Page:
Scientists discover a 'lost world'

Soon after scientists landed by helicopter in the mist-shrouded mountains of one of Indonesia’s most remote provinces, they stumbled on a primitive egg-laying mammal that simply allowed itself to be picked up and brought to their field camp for observation.

Describing a “Lost World” – apparently never visited by humans – members of the team said today they also saw large mammals that have been hunted to near-extinction elsewhere and discovered dozens of exotic new species of frogs, butterflies and palms.

“We’ve only scratched the surface,” said Bruce Beehler, a co-leader of the month-long trip to the Foja Mountains, an area in the eastern province of Papua with roughly 2 million acres of essentially pristine tropical forest.

“There was not a single trail, no sign of civilisation, no sign of even local communities ever having been there,” he said, adding that two headmen from the Kwerba and Papasena tribes, the customary landowners of the mountain range, accompanied the rapid survey expedition.

“They were as astounded as we were at how isolated it was,” he said. “As far as they knew, neither of their clans had ever been to the area.”

The December expedition was organised by the US-based environmental organisation Conservation International and the Indonesian Institute of Sciences.

It was funded by several organisations, including the National Geographic Society.

Minutes after the small team of US, Indonesian and Australian scientists were dropped into a boggy lakebed and set up camp near the mountain range’s western summit, they said they encountered a new species of bird – a red-faced and wattled honeyeater.

The next day they saw Berlepsch’s Six-wired Bird of Paradise, described by hunters in the 19th century and named for the wires that extend from its head in place of a crest.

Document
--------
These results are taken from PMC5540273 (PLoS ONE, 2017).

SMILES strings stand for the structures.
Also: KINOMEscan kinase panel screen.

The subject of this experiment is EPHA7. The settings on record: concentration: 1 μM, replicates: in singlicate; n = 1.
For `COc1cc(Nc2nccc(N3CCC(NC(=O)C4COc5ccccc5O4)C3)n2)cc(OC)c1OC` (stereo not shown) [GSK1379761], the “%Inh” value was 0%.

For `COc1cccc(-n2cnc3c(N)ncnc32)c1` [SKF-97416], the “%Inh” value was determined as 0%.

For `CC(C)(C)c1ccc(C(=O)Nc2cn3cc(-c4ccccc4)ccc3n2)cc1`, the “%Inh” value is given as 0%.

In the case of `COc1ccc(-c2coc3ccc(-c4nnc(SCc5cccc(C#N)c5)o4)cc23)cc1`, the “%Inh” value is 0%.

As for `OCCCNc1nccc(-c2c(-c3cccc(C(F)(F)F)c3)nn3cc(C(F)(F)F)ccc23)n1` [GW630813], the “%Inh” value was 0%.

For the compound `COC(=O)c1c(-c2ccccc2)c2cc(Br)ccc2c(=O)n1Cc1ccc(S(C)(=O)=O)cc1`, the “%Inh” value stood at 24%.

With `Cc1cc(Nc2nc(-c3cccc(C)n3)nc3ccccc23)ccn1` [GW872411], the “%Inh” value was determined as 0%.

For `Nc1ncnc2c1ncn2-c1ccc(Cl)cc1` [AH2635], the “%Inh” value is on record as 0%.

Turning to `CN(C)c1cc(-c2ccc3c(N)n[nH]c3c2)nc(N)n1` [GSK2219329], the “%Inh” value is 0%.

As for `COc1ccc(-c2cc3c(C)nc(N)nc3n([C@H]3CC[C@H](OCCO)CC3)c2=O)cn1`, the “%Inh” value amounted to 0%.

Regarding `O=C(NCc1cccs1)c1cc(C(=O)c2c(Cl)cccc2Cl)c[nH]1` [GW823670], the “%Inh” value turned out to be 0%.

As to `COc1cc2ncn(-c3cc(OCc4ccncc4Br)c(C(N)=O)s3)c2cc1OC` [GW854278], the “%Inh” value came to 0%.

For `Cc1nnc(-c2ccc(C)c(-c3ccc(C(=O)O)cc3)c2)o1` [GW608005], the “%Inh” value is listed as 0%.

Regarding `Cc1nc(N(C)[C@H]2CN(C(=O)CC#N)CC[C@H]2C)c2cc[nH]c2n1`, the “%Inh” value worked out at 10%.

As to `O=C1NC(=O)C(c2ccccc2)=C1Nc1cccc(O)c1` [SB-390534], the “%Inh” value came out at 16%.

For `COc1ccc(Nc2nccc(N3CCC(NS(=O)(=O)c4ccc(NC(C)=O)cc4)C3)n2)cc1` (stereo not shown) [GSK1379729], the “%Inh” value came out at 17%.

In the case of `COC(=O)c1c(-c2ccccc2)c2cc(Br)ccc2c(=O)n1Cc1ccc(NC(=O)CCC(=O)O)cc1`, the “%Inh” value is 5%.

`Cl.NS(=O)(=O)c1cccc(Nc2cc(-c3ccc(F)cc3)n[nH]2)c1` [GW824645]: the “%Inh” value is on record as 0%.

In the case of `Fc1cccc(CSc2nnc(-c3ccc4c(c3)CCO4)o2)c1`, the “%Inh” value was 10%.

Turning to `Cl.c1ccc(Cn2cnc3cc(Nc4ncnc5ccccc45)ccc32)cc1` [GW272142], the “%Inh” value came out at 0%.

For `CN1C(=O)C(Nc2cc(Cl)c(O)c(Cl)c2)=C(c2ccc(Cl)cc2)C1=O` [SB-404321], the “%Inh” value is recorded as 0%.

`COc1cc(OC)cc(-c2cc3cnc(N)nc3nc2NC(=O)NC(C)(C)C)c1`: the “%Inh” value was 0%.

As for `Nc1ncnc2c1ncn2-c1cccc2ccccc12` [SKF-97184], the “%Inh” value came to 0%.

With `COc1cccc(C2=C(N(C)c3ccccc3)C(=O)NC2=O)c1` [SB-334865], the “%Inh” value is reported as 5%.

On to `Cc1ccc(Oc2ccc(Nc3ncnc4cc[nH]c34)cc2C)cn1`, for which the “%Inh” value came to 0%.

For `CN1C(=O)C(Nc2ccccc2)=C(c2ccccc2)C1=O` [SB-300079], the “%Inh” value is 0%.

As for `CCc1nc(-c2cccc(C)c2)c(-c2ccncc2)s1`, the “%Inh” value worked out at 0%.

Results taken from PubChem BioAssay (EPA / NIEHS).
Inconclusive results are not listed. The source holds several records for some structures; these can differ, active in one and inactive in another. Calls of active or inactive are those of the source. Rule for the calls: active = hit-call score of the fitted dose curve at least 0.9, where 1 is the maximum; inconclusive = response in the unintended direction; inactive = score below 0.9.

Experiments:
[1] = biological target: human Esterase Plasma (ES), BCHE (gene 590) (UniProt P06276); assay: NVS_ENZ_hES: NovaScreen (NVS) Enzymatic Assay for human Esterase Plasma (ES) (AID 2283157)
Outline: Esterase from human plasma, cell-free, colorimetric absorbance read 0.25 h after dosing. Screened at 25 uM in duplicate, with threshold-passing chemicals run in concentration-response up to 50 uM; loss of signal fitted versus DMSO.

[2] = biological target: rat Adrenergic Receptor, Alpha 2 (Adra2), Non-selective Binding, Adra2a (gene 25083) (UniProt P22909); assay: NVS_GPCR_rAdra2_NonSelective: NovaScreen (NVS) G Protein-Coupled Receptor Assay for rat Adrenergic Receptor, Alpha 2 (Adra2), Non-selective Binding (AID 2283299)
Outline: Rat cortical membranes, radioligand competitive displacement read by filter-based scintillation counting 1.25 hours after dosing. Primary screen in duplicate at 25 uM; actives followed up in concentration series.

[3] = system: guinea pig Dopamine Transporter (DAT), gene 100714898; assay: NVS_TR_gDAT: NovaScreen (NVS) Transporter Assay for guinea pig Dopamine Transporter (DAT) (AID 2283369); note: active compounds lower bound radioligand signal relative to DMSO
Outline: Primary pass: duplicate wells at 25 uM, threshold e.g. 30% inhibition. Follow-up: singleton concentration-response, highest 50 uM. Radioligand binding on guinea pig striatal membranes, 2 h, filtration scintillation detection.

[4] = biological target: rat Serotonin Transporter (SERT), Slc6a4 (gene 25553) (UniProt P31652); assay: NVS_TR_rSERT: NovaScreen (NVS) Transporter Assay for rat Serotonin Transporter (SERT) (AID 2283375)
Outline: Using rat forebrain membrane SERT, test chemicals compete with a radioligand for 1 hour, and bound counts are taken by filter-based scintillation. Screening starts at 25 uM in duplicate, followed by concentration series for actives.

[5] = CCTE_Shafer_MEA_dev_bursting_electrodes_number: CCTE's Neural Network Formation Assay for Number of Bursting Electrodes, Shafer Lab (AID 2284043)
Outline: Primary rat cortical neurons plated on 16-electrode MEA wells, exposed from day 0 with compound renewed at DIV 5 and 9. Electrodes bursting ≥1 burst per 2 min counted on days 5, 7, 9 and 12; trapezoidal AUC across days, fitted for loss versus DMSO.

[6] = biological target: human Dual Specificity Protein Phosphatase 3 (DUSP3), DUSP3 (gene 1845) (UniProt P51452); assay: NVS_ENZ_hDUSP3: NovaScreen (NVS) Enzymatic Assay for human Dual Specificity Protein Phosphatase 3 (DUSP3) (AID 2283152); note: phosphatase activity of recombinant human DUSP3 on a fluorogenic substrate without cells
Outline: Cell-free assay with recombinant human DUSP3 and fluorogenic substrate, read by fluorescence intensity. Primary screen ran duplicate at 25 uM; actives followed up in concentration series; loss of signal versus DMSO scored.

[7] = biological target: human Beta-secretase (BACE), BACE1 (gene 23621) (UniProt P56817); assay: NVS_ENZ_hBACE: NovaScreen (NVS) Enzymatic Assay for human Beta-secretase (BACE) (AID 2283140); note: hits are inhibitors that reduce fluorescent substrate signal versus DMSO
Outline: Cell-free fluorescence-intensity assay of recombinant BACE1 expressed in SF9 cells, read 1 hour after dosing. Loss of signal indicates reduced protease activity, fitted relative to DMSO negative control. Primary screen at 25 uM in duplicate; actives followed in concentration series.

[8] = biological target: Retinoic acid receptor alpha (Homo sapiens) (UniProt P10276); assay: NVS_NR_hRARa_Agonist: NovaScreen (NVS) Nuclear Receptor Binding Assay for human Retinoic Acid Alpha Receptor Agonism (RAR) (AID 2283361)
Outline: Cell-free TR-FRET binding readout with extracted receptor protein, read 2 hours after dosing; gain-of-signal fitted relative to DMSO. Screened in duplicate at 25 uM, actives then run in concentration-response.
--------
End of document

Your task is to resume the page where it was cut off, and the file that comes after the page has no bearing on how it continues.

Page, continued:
They watched in amazement as a male bird performed a courtship dance for an attending female, shaking the long feathers on his head, and later took the first known photograph of the bird.

The scientists said they discovered 20 frog species – including a tiny microhylid frog less than a half-inch long – four new butterfly species, and at least five new types of palms.

Though their findings will have to be published in scientific journals and then reviewed by peers before being officially classified as new species, other environmentalists said the discoveries were hardly surprising in a country renowned for its rich biodiversity.

“There are many species that have not been identified” in Indonesia, said Chairul Saleh of the World Wild Fund for Nature, which has made hundreds of its own discoveries in the sprawling archipelago in the last 10 years.

Papua, the scene of a decades-long separatist rebellion that has killed an estimated 100,000 people, is one of Indonesia’s most remote regions, geographically and politically, and access by foreigners is tightly restricted.

The scientists said they needed six permits before they could legally visit the mountains located on the western side of New Guinea island.

Stephen Richards of the South Australia Museum in Adelaide said he and other team members got a glimpse of what the island “was like 50,000 years ago, because there’s been no hunting, no impact of transport or anything like that.”

Among their most memorable experiences were their encounters with Long-beaked Echidnas, members of the primitive egg-laying group of mammals called the Monotremes, which twice allowed themselves to be picked up and brought to the camp for survey.

Beehler attributed their unwariness to the fact that they probably had never come into contact with humans.

But other animals, like the Golden-mantled Tree Kangaroo, an arboreal jungle-dweller new for Indonesia and previously thought to have been hunted to near extinction, were much shier, he said, and quickly disappeared into the dense old-growth forest after being spotted.

Because of the rich diversity in the forest, the group rarely had time to stray more than a few miles from their base camp.

Beehler, vice president of Conservation International’s Melanesia Centre for Biodiversity Conservation, said he hopes to return later this year with other scientists.

One of the reasons for the rain forest’s isolation, he said, was that only a few hundred people live in the region and game in the mountain’s foothills is so abundant that they had no reason to venture into the jungle’s interior.

There did not appear to be any immediate conservation threat to the area, which has the status of a wildlife sanctuary, he said.

“No logging permits are given to this area, there is no transport system - not a single road,” Beehler said.

“But clearly with time everything is a threat. In the next few decades there will be strong demands, especially if you think of the timber needs of nearby countries like China and Japan. They will be very hungry for logs.”

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